The zombie craze in popular culture has infected higher education.
University of California, Irvine, has announced an online course based on “The Walking Dead.” The university is partnering with AMC, home of the zombie-themed hit series since it premiered in 2010, and Instructure, a provider of online academics, to create the online course.
Students will view scholarly subjects such as social science, public health, mathematics and physics through the lens of a hypothetical zombie apocalypse, using examples from the one portrayed in the series.
The eight-week course will be free and open to the public around the world, and it will be hosted through Instructure’s Canvas Network program. UC Irvine has tapped professors Zuzanna Bic, Joanne Christopherson, Michael Dennin and Sarah Eichhorn, spanning a variety of disciplines, to teach.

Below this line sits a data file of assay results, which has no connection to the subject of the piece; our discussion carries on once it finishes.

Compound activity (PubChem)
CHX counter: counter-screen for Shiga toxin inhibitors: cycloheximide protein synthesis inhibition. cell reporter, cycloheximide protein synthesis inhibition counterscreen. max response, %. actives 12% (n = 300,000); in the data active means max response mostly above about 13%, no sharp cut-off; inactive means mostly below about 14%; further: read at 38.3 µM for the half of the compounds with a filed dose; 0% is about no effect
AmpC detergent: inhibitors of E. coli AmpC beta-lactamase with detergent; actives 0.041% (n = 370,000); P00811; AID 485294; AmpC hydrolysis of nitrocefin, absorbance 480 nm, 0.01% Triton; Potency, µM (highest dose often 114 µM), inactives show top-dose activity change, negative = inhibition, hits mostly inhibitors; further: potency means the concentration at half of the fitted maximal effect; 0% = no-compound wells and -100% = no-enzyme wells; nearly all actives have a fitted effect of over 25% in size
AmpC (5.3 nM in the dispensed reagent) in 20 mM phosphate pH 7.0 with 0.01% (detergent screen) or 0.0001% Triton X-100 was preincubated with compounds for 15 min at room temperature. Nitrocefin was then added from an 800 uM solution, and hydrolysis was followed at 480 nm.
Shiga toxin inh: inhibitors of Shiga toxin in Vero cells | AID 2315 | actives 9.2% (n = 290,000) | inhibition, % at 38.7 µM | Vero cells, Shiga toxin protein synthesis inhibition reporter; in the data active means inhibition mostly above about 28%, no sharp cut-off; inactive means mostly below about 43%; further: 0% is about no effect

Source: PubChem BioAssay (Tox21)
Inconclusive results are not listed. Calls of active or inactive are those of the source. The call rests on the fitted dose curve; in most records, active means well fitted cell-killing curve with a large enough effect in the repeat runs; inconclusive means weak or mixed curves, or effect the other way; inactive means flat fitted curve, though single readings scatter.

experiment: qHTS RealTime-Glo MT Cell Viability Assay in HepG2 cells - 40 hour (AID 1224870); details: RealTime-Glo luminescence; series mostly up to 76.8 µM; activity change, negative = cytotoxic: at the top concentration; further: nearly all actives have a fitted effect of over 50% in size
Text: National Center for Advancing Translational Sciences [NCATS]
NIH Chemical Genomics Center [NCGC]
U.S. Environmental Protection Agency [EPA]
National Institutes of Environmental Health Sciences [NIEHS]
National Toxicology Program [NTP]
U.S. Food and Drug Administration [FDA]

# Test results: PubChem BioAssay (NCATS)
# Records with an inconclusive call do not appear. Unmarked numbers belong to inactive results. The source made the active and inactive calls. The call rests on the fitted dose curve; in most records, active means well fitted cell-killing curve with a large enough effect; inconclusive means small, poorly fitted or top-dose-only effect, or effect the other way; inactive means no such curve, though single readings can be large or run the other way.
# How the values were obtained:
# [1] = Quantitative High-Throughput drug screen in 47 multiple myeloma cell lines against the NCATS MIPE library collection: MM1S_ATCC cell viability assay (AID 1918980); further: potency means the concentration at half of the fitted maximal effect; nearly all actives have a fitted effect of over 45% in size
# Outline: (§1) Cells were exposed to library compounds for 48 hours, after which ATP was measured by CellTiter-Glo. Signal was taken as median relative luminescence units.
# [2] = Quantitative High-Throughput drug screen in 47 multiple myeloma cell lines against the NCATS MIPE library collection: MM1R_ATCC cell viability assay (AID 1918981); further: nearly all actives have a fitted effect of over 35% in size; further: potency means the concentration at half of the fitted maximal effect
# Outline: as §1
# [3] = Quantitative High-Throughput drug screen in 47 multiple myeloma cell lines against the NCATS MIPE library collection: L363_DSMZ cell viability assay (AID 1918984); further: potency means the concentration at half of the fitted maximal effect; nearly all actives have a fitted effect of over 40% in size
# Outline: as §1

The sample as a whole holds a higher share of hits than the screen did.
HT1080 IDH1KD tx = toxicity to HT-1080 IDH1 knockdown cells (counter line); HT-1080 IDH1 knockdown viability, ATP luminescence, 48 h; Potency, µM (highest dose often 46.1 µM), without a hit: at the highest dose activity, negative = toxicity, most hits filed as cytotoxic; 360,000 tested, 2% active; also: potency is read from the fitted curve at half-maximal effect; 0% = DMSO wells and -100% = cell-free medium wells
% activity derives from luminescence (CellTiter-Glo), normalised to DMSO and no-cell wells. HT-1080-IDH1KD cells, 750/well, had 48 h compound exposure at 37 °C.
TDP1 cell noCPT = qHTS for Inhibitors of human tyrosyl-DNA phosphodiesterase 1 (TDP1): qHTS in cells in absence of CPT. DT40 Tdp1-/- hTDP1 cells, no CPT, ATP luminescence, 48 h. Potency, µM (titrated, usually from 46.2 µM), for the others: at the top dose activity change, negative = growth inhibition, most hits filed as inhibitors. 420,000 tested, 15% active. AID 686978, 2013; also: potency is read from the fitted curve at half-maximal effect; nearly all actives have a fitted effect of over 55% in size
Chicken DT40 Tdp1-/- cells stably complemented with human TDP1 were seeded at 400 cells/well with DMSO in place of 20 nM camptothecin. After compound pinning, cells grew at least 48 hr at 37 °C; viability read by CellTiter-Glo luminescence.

The massive open online course, or MOOC, is being developed through UCI Extension with no public funds used.
While UC Irvine is the first university to partner with AMC in such a way, it’s not the first to latch onto the undead phenomenon. Michigan State U. offers a popular “Surviving the Coming Zombie Apocalypse: Disasters, Catastrophes and Human Behavior” course, and Columbia College Chicago has a “Zombies in Popular Media” class.
“The Walking Dead” is wildly popular among the college age group and was the No. 1 entertainment show on television in the key 18-49 demographic last season.
The first class is scheduled for Oct. 14, the day after the show’s season-four premiere, and it will run on Mondays through Dec. 2, with provisions to prevent show spoilers for international students.